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Obama to throw down the gauntlet in support of middle class

Obama has decided the deficit has already shrunk, unemployment has already fallen, and it's time to start addressing income inequalities in a more direct way.
U.S. President Barack Obama pauses while speaking about college cost initiatives during a visit to Pellissippi State College in Knoxville, Tennessee, Jan. 9, 2015. (Photo by Kevin Lamarque/Reuters)
U.S. President Barack Obama pauses while speaking about college cost initiatives during a visit to Pellissippi State College in Knoxville, Tennessee, Jan. 9, 2015.
Free community college, an expansive broadband initiative, and a national effort on paid family leave -- are there any other major proposals President Obama has in mind for his State of the Union address tomorrow? Actually, yes, and it's arguably the biggest component of progressive governance yet.
Suzy Khimm reported over the weekend on the president's proposal for tax reform, which Republicans really aren't going to like.

Democrats have offered one proposal after another to tax the wealthy to benefit ordinary Americans. But Obama's new tax plan takes a more targeted approach: He wants to raise taxes on the richest Americans' inherited wealth, not income, to help the middle-class build their own wealth. Obama's plan, unveiled on Saturday night, would eliminate a loophole that allows wealthy Americans to pass on tax-free assets to their heirs. He would raise the capital gains tax for those with incomes above $500,000 from 23.8% to 28% and eliminate a loophole used by a handful of wealthy individuals -- including Mitt Romney -- to turn tax-preferred retirement plans into tax shelters.

One can see the evolution in the White House's thinking in recent years. After Obama's inauguration in 2009, the first goal was an immediate rescue of the nation's economy, which ended the Great Recession. From there the president wanted to establish a foundation of economic security for Americans, which he did through the creation of the Affordable Care Act.
But as has been widely documented, the growing wealth gap and stagnant middle-class incomes remain persistent national challenges, which in turn leads Obama to this next phase of his economic platform -- ensuring prosperity that's more broadly shared.
Some of you are probably thinking this latest pitch isn't entirely new. After all, tax reform has been on the table for a while, and middle-class tax breaks have already been a major part of the president's agenda.
But this really is new.
For example, Democrats in recent years have eyed most tax increases on the highest incomes as a way of reducing the deficit (which, incidentally, has worked quite effectively). But the point of Obama's new proposal is clearly different -- he wants to boost middle-class incomes, not cut the deficit even more -- and the mechanisms are entirely different.
How so? The plan ignores income taxes and envisions tax reforms that target specific kinds of wealth, raising top long-term capital gains and creating a tax on large banks' borrowing.
If such a policy were created, the increased revenue would pay for a package of new tax cuts intended to put more money in working-class pockets, including an expanded Earned Income Tax Credit and child tax credit.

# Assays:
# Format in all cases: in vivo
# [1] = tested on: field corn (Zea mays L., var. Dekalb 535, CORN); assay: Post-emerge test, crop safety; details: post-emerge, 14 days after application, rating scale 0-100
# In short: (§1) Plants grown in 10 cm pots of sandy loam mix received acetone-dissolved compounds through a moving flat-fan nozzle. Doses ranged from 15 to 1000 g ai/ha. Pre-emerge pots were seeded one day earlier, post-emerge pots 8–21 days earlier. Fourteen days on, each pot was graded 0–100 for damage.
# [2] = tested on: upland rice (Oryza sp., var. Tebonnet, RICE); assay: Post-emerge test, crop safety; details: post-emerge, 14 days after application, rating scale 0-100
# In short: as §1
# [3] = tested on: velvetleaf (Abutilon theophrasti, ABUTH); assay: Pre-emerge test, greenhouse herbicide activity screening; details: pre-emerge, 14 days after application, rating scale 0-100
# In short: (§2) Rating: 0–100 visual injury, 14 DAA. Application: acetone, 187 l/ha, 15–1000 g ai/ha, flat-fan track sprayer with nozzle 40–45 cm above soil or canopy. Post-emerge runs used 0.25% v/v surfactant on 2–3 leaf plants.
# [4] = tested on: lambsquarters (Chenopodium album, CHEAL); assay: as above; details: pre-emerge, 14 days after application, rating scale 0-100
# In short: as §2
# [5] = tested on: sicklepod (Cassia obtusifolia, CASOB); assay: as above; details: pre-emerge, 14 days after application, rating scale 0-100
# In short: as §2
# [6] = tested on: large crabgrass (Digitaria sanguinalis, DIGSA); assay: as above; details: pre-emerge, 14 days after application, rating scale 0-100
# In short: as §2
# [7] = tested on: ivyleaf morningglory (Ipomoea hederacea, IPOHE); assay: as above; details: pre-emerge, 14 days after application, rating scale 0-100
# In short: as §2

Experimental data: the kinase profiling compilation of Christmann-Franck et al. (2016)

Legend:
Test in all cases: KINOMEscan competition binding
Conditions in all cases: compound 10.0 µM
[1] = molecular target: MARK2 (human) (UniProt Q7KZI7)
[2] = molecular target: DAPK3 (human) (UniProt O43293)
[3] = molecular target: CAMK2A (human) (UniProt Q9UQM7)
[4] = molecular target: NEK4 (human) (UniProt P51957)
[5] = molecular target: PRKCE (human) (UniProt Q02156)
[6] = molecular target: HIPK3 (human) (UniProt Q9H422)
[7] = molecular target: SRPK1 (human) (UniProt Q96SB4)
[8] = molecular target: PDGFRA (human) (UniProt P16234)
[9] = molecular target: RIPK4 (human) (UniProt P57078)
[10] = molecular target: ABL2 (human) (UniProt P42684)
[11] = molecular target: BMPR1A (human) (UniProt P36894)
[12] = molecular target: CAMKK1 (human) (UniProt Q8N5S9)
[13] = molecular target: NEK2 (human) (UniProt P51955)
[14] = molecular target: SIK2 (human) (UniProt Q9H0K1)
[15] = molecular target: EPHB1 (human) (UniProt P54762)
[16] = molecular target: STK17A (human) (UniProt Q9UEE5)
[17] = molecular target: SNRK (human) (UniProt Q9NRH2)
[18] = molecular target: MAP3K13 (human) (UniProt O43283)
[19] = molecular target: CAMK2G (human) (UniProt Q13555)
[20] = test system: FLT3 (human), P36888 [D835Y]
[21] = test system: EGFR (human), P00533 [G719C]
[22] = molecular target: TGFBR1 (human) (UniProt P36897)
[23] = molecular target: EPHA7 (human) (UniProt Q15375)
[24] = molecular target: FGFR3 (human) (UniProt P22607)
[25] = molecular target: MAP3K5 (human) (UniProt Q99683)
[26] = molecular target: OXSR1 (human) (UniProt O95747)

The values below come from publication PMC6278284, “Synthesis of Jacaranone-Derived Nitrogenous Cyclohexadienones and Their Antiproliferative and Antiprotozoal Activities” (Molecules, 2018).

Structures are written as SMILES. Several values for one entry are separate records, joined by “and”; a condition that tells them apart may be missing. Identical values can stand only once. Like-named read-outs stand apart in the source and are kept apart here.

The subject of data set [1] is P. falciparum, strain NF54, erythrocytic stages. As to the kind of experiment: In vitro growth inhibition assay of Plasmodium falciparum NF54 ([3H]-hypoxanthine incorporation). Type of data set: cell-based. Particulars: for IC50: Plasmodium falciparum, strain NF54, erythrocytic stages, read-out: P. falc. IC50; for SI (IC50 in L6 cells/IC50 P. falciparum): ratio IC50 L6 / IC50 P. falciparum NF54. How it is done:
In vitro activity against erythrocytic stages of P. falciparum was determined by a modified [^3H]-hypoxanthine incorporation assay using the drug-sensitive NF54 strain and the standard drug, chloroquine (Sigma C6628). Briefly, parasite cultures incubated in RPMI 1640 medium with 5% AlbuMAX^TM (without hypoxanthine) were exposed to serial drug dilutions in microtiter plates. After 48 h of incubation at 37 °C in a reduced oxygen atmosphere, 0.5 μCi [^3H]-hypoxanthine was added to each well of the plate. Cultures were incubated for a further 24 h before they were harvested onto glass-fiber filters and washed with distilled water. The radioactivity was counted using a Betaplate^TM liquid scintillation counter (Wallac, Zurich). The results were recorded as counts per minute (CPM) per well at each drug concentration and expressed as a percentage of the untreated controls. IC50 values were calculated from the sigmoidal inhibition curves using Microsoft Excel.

Or put another way, President Obama has apparently decided the deficit has already shrunk, and unemployment has already fallen, and it's time to start addressing income inequalities in a more direct way.
Perhaps the most politically interesting aspect of the White House's plan is its proposed changes to retirement accounts. Matt Yglesias had a good piece on this.

IRAs, 401(k)s, and other tax-advantaged retirement accounts are supposed to encourage people to save by offering preferential tax treatment to money placed in the accounts. But retirement accounts are typically set up through employers, and administering them isn't free. Consequently, many smaller firms don't offer retirement plans and many firms try to avoid offering them to part-time workers. Obama's plan would require all companies with at least 10 workers to automatically enroll their employees in an IRA program (employees could subsequently opt-out) and provide money for small businesses to defray the administrative costs. It would also require employers to make retirement programs available to long-term part-time staff. Conversely, Obama wants to limit the ability of extremely wealthy individuals to take advantage of these accounts. Mitt Romney, for example, had over $100 million in his IRA in 2012. In theory, people are only allowed to contribute $5,500 per year to an IRA, so amassing that level of wealth requires either stupendous good luck or else some kind of shenanigans involving deliberate undervaluing of the assets you put in your account. Rather than undertake the complicated task of trying to police those shenanigans, Obama is proposing a simple hard cap of $3.4 million in an IRA.

Will a right-wing Congress even read the president's plan? Of course not. Since the White House released the blueprint on Saturday, Republican reactions have ranged from "hell no" to angry guttural sounds from GOP lawmakers too enraged to enunciate.
That said, Obama's proposal put Republicans in an awkward position: they have no credible ideas for improving middle-class wages; they'll have to make the case against generous middle-class tax breaks; and the entire debate positions Democrats on the side of popular economic populism in advance of next year's elections.